Fourth, President Obama has increased the “refugee ceiling” from 70,000 to 85,000. In order to process these cases and bring the refugees from overseas, the Refugee Affairs Division has been borrowing asylum officers—about 200 such officers will be sent to the RAD for two months stints. And of course, if they are working on refugee cases, they cannot be working on asylum cases.

    Finally, the Asylum Division’s efforts to reduce the backlog have been hampered by a high turnover rate among Asylum Officers. According to the Ombudsman’s report, the attrition rate for Asylum Officers was 43% (!) in FY 2015. Some of the “attrition” was actually the result of officers being promoted internally, but 43% seems shockingly high.

    As a result of these factors, wait times have continued to grow in most offices. The slowest office remains Los Angeles, where the average wait time for an interview is 53 months. The long delays in LA are largely because that office has a high proportion of credible and reasonable fear interviews (“CFIs” and “RFIs”). New York, which is the only office where wait times have decreased, has an average wait time of just 19 months. The NY office does not have a detention facility within its jurisdiction, and so there are fewer CFIs and RFIs. As a result, the NY office is better able to focus on “regular” asylum cases and can move those cases along more quickly.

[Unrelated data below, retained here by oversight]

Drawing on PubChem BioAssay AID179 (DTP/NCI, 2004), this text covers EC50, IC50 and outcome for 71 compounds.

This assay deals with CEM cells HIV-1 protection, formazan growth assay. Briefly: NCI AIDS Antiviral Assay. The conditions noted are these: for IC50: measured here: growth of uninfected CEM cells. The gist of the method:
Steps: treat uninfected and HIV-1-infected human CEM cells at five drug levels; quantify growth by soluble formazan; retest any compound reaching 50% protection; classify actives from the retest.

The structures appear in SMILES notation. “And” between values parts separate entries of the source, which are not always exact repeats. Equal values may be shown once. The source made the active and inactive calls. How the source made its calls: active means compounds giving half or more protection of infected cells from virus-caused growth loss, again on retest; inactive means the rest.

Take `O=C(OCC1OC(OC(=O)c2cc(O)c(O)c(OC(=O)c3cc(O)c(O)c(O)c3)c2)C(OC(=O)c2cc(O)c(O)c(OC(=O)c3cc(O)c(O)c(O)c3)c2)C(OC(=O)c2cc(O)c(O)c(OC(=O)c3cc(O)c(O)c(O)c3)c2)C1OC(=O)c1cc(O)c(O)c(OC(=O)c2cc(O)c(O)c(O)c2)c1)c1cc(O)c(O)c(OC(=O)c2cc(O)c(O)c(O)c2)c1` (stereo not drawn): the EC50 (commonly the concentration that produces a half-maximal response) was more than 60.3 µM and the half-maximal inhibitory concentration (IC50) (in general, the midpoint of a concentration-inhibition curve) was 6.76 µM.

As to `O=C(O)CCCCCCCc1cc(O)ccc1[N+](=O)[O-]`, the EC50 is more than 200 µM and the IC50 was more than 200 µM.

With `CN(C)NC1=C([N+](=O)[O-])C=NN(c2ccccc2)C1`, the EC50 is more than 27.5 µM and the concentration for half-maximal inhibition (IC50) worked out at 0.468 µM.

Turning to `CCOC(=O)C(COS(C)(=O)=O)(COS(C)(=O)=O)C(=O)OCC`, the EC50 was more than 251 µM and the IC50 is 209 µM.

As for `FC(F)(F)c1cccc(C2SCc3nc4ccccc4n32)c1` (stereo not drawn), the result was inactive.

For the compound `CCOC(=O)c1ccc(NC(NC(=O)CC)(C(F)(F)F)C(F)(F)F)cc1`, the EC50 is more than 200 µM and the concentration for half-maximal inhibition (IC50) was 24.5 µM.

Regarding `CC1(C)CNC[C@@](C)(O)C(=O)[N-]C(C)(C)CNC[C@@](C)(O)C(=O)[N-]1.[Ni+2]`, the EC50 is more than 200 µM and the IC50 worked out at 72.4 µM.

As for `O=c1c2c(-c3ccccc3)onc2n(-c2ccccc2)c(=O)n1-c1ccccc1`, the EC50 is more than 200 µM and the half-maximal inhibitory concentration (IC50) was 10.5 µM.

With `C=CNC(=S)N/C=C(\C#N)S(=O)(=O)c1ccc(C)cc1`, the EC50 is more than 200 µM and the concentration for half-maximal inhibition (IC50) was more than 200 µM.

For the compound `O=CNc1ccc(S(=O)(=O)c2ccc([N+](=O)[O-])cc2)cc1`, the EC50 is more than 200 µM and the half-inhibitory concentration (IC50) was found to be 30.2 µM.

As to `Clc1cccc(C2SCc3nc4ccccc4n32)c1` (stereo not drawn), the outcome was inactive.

The Ombudsman report also discusses post-interview wait times, which stem from “pending security checks, Asylum division Headquarters review, or other circumstances.” The wait time between a recommended approval and a final approval has increased from 83 days in FY 2014 to 105 days for FY 2016. Also, the delay caused by Headquarters review has increased to 239 days in FY 2016 (I wrote about some reasons why a case might be subject to headquarters review here). In my office, we have been seeing delays much longer than these, primarily for our clients from Muslim countries.